By Steven Edwards
Natural gas prices, languishing at around $2.00 per thousand cubic feet, have dropped by half in a year, and are now at decade lows. Prices are now so low that production is being shut in. Consumers have benefited from lower heating bills, while natural gas producers like Chesapeake (NYSE:CHK) have been hit with declining stock prices. The carnage has been even worse in alternative energy companies like First Solar (NASDAQ:FSLR) or coal companies like Patriot Coal (PCX) that are trying to compete with natural gas in the production of electricity.
But there are companies which actually benefit from low natural gas prices where an investor can hope to make some money. In this article I discuss five of them: Spectra Energy (NYSE:SE), Clean Energy Fuels (NASDAQ:CLNE), Cummins, Inc. (NYSE:CMI), Fuel Systems Solutions (NASDAQ:FSYS), and Cheniere Limited Energy Partners, L.P. (NYSEMKT:CQP).
Spectra Energy: Spectra is a low-risk pure play on the drop in natural gas prices. It is a utility that owns and operates natural gas pipelines. In the muddled minds of many business commentators, it is frequently lumped in with companies like El Paso or Williams Co. that are more vertically integrated. But Spectra has an edge; it doesn't explore for or produce any natural gas; it just moves it. So, the lower the price, the more that people use natural gas, the more Spectra earns on its pipelines.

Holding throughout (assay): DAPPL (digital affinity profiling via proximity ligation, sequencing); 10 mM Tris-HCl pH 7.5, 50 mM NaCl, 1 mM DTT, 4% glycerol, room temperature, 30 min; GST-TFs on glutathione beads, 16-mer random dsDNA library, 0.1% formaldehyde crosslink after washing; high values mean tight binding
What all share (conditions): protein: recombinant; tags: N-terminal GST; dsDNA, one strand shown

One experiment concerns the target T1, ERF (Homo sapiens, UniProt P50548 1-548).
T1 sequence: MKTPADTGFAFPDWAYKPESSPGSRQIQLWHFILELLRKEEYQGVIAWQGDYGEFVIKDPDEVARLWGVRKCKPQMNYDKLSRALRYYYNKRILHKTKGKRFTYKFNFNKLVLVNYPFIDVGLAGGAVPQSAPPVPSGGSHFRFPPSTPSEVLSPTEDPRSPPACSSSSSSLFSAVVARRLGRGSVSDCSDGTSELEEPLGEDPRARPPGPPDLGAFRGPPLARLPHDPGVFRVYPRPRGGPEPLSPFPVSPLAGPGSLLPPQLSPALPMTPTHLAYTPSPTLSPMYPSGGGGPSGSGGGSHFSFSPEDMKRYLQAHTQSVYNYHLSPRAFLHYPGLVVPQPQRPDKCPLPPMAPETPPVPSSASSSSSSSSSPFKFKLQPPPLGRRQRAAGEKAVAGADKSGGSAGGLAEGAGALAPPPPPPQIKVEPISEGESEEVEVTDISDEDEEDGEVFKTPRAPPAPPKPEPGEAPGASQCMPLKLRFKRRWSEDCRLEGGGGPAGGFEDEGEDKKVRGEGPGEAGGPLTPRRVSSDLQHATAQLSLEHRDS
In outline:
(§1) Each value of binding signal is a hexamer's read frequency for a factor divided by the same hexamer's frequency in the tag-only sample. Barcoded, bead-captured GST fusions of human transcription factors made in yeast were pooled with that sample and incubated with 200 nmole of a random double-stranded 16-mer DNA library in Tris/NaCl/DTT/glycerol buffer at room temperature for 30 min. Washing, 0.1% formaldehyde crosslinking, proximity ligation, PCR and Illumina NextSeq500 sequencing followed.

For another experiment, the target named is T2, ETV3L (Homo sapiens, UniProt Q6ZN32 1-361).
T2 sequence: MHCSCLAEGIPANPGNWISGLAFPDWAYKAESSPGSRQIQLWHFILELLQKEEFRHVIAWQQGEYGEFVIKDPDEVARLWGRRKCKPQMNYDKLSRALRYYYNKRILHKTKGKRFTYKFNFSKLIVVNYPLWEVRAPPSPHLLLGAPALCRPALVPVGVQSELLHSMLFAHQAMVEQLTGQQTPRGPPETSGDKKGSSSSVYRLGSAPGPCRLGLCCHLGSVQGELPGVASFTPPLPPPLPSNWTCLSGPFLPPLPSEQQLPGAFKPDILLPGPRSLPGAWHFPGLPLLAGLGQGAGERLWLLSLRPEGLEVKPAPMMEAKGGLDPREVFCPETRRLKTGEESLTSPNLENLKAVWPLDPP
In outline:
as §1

And Spectra's earnings have been increasing. Its 2011 revenues were up 14% from the previous year, and earnings per share were $1.77 vs. $1.57 in 2010. The company increased its dividend 8% to $1.12 annually, which is about a 3.6% yield at its current stock price. The company also recently increased its forecast for 2012 earnings to $1.90 per share, which was above analysts' estimates of $1.86.
In March of this year, the Federal Energy Regulatory Commission gave tentative approval to a Spectra proposal to build a somewhat controversial natural gas pipeline from the rich Pennsylvania fields through New Jersey to crowded lower Manhattan. The company also has plans to build pipelines in Texas, Louisiana and other parts of the Southeast, as well as Western Canada.
Clean Energy Fuels: Clean Energy will be familiar to viewers of CNBC, where major investor T. Boone Pickens shows up regularly to promote his plans to convert the nation's truck fleet to natural gas. And why not? The cost of natural gas is less than half of diesel per mile traveled; probably considerably less if Clean Energy had any competition. Although it makes perfect sense for trucks, especially, and even passenger cars to shift to natural gas, there is an infrastructure problem-not enough service stations that provide the fuel.